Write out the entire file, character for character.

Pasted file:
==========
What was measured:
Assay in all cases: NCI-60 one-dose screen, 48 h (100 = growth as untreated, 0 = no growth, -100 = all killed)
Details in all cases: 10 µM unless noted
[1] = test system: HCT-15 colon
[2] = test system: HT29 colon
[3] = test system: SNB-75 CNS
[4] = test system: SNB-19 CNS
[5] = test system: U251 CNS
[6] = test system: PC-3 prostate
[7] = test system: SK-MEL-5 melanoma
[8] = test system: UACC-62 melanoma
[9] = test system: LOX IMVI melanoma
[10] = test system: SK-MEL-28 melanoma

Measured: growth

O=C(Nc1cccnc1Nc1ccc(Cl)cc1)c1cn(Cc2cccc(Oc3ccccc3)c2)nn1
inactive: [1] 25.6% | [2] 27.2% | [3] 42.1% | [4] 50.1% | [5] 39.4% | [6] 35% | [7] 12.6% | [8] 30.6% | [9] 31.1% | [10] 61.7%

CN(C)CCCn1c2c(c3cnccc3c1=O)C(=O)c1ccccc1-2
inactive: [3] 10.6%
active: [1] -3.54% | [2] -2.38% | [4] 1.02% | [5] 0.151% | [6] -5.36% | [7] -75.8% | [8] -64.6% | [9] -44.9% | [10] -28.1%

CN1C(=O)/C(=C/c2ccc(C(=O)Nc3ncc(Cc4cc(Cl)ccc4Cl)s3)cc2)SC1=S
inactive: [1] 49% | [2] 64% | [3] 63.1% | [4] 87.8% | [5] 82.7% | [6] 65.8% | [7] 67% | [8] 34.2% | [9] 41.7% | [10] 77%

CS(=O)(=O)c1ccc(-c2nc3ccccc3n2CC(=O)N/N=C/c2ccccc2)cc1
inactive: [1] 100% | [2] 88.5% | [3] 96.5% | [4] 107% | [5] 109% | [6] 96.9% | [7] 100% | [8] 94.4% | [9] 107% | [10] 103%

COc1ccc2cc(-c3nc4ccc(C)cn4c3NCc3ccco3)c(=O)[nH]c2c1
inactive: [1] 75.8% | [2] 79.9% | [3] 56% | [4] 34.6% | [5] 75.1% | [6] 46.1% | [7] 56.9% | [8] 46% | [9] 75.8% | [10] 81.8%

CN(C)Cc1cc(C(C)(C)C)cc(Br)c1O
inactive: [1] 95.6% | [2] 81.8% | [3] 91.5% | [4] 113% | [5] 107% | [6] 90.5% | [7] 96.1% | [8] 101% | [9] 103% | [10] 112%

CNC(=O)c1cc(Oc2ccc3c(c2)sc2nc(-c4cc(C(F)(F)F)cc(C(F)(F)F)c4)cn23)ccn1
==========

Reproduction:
What was measured:
Assay in all cases: NCI-60 one-dose screen, 48 h (100 = growth as untreated, 0 = no growth, -100 = all killed)
Details in all cases: 10 µM unless noted
[1] = test system: HCT-15 colon
[2] = test system: HT29 colon
[3] = test system: SNB-75 CNS
[4] = test system: SNB-19 CNS
[5] = test system: U251 CNS
[6] = test system: PC-3 prostate
[7] = test system: SK-MEL-5 melanoma
[8] = test system: UACC-62 melanoma
[9] = test system: LOX IMVI melanoma
[10] = test system: SK-MEL-28 melanoma

Measured: growth

O=C(Nc1cccnc1Nc1ccc(Cl)cc1)c1cn(Cc2cccc(Oc3ccccc3)c2)nn1
inactive: [1] 25.6% | [2] 27.2% | [3] 42.1% | [4] 50.1% | [5] 39.4% | [6] 35% | [7] 12.6% | [8] 30.6% | [9] 31.1% | [10] 61.7%

CN(C)CCCn1c2c(c3cnccc3c1=O)C(=O)c1ccccc1-2
inactive: [3] 10.6%
active: [1] -3.54% | [2] -2.38% | [4] 1.02% | [5] 0.151% | [6] -5.36% | [7] -75.8% | [8] -64.6% | [9] -44.9% | [10] -28.1%

CN1C(=O)/C(=C/c2ccc(C(=O)Nc3ncc(Cc4cc(Cl)ccc4Cl)s3)cc2)SC1=S
inactive: [1] 49% | [2] 64% | [3] 63.1% | [4] 87.8% | [5] 82.7% | [6] 65.8% | [7] 67% | [8] 34.2% | [9] 41.7% | [10] 77%

CS(=O)(=O)c1ccc(-c2nc3ccccc3n2CC(=O)N/N=C/c2ccccc2)cc1
inactive: [1] 100% | [2] 88.5% | [3] 96.5% | [4] 107% | [5] 109% | [6] 96.9% | [7] 100% | [8] 94.4% | [9] 107% | [10] 103%

COc1ccc2cc(-c3nc4ccc(C)cn4c3NCc3ccco3)c(=O)[nH]c2c1
inactive: [1] 75.8% | [2] 79.9% | [3] 56% | [4] 34.6% | [5] 75.1% | [6] 46.1% | [7] 56.9% | [8] 46% | [9] 75.8% | [10] 81.8%

CN(C)Cc1cc(C(C)(C)C)cc(Br)c1O
inactive: [1] 95.6% | [2] 81.8% | [3] 91.5% | [4] 113% | [5] 107% | [6] 90.5% | [7] 96.1% | [8] 101% | [9] 103% | [10] 112%

CNC(=O)c1cc(Oc2ccc3c(c2)sc2nc(-c4cc(C(F)(F)F)cc(C(F)(F)F)c4)cn23)ccn1